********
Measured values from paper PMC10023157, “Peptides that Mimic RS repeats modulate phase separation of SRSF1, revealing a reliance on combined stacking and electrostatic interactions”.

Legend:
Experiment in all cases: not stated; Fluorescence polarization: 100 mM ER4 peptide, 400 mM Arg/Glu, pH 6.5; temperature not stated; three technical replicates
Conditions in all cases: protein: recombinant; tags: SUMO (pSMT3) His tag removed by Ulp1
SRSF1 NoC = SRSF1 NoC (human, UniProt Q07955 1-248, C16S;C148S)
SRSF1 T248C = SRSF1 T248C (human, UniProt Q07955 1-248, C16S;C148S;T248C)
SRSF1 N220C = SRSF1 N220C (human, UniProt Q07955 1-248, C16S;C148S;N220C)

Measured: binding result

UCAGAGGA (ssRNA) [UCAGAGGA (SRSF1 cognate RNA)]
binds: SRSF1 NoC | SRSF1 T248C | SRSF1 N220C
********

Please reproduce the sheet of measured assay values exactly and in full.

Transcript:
Measured values from paper PMC10023157, “Peptides that Mimic RS repeats modulate phase separation of SRSF1, revealing a reliance on combined stacking and electrostatic interactions”.

Legend:
Experiment in all cases: not stated; Fluorescence polarization: 100 mM ER4 peptide, 400 mM Arg/Glu, pH 6.5; temperature not stated; three technical replicates
Conditions in all cases: protein: recombinant; tags: SUMO (pSMT3) His tag removed by Ulp1
SRSF1 NoC = SRSF1 NoC (human, UniProt Q07955 1-248, C16S;C148S)
SRSF1 T248C = SRSF1 T248C (human, UniProt Q07955 1-248, C16S;C148S;T248C)
SRSF1 N220C = SRSF1 N220C (human, UniProt Q07955 1-248, C16S;C148S;N220C)

Measured: binding result

UCAGAGGA (ssRNA) [UCAGAGGA (SRSF1 cognate RNA)]
binds: SRSF1 NoC | SRSF1 T248C | SRSF1 N220C